Libya’s biggest oil field, Sharara, is “back to normal” after a disruption caused by protests in the politically fragmented country, the state National Oil Corp. (NOC) said.
Pumping was interrupted for hours after armed protesters shut some facilities, the NOC said in a statement. The company didn’t give an updated figure for production at the field, nor did it explain what caused the disturbances or say who the protesters represent. Sharara, in western Libya, was producing 275,000 B/D as of 12 July, a person with knowledge of the situation said at the time.
The field, operated by a joint venture between Libya’s state producer and Repsol, Total, OMV, and Statoil, has experienced several brief shutdowns caused by different groups. It was closed for 2 days in June because of a protest by workers there.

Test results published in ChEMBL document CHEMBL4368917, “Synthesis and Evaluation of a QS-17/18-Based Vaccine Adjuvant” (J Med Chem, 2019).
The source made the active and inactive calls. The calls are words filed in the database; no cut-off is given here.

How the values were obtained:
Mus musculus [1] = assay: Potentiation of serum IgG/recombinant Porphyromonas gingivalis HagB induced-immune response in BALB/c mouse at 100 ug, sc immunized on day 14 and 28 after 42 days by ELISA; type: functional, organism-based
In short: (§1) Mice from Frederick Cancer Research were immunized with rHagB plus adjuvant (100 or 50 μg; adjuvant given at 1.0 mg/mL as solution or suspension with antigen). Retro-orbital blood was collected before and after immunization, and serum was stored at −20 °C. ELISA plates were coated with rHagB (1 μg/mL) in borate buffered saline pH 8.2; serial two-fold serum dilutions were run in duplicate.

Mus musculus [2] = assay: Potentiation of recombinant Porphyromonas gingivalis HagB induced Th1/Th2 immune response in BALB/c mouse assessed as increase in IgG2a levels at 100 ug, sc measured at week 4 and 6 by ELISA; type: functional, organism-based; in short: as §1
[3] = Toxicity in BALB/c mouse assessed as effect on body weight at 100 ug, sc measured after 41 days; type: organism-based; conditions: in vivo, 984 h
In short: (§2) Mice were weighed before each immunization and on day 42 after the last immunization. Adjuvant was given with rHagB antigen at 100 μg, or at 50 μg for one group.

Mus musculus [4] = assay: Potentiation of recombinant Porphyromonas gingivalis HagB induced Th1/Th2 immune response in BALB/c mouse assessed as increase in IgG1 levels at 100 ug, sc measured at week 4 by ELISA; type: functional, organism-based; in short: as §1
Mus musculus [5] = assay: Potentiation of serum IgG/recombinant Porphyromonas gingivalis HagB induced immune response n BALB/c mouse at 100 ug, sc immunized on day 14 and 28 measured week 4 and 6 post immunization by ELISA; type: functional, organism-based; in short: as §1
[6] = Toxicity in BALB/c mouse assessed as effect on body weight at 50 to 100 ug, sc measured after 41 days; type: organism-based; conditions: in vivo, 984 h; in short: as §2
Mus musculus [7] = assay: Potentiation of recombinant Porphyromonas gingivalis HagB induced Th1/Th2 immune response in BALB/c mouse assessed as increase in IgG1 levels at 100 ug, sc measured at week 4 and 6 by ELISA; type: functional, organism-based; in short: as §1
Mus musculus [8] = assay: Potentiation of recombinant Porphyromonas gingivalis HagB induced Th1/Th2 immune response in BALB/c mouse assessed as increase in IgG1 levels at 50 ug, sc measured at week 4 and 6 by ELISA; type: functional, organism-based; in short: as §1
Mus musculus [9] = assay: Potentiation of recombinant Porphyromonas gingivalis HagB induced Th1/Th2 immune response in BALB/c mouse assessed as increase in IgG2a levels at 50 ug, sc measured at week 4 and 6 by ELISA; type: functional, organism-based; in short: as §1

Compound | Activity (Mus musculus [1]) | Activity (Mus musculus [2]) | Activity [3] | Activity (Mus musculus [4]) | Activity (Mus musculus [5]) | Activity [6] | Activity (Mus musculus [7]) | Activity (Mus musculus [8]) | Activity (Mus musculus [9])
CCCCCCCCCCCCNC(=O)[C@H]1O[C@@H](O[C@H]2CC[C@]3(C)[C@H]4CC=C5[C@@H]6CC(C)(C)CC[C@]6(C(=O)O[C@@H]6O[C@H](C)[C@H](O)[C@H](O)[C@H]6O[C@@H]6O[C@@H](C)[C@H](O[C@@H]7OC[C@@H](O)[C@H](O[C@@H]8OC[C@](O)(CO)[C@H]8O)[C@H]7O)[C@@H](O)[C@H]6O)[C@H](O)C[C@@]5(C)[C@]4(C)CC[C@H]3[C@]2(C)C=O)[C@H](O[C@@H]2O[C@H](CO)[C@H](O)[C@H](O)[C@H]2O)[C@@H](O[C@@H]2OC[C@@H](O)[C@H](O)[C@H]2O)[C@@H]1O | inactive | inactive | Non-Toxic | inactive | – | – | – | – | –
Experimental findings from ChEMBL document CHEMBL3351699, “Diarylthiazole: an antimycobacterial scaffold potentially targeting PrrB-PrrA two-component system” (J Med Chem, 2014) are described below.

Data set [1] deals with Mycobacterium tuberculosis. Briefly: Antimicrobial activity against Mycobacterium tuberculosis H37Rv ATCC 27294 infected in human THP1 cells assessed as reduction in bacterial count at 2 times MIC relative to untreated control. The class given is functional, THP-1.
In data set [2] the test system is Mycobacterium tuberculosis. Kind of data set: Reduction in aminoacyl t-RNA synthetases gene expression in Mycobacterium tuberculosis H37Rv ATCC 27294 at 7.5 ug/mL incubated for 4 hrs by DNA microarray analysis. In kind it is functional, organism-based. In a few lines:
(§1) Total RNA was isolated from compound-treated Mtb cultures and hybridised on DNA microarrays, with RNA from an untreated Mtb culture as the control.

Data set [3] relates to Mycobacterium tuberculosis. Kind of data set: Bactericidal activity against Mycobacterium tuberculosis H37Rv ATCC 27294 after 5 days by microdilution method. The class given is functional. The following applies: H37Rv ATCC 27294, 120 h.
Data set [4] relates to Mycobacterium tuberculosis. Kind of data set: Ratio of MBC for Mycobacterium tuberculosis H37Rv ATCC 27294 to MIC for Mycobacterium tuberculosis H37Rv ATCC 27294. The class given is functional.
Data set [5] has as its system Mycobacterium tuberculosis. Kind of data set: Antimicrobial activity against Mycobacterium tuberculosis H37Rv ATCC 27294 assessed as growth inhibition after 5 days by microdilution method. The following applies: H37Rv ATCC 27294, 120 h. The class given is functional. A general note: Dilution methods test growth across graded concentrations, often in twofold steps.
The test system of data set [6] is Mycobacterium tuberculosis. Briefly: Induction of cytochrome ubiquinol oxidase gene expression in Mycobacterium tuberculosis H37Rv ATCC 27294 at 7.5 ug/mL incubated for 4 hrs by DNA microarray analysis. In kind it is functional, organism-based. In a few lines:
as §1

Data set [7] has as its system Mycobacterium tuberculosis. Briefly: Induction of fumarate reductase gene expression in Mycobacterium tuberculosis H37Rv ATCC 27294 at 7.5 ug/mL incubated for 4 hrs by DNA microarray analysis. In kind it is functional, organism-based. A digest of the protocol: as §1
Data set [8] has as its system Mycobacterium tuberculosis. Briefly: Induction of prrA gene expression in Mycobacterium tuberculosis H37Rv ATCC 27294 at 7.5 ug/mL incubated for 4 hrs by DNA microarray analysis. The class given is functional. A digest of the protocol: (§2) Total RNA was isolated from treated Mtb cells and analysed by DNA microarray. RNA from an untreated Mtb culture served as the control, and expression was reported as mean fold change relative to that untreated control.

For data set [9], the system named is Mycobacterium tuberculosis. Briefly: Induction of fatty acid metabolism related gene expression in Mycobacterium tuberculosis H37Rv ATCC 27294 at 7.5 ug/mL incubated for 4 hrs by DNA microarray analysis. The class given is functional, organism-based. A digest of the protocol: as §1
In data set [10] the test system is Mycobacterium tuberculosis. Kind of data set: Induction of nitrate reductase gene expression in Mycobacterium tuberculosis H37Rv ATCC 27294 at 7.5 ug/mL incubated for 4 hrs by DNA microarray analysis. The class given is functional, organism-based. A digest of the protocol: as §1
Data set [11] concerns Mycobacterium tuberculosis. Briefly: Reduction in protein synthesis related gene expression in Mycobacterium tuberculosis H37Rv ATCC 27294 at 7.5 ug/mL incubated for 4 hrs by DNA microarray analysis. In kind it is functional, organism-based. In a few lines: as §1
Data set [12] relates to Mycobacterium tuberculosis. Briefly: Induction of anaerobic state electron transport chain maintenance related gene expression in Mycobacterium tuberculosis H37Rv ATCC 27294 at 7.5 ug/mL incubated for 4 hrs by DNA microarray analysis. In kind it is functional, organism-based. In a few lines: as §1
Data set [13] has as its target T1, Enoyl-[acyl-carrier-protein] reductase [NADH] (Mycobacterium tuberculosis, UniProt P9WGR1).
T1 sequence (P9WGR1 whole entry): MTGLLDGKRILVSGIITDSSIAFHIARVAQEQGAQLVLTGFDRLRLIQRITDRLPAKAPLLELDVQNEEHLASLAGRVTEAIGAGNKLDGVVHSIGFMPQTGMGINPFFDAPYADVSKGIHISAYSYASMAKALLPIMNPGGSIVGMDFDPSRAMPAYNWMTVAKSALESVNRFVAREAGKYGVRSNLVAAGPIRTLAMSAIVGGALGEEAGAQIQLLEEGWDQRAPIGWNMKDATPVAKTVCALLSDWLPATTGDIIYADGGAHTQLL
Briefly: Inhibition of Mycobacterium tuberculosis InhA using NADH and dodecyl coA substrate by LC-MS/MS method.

“Grievances and personal demands cannot be settled through causing harm to the entire population,” NOC Chairman Mustafa Sanalla said on 7 August. The tactic of shutting down facilities “is an unacceptable negotiation technique,” said Sanalla, who has campaigned to end a rash of blockades at Libya’s ports and fields since he assumed leadership of the company in May 2014.
Libya’s crude output and exports reached a fresh 3-year high last month as fighting among armed militias abated and leaders of the country’s rival administrations agreed in principle on steps to unite the nation. The recovery in the country with Africa’s largest crude reserves makes it harder for OPEC and allied oil-producing nations to curb a global supply surplus that is depressing prices for the commodity.
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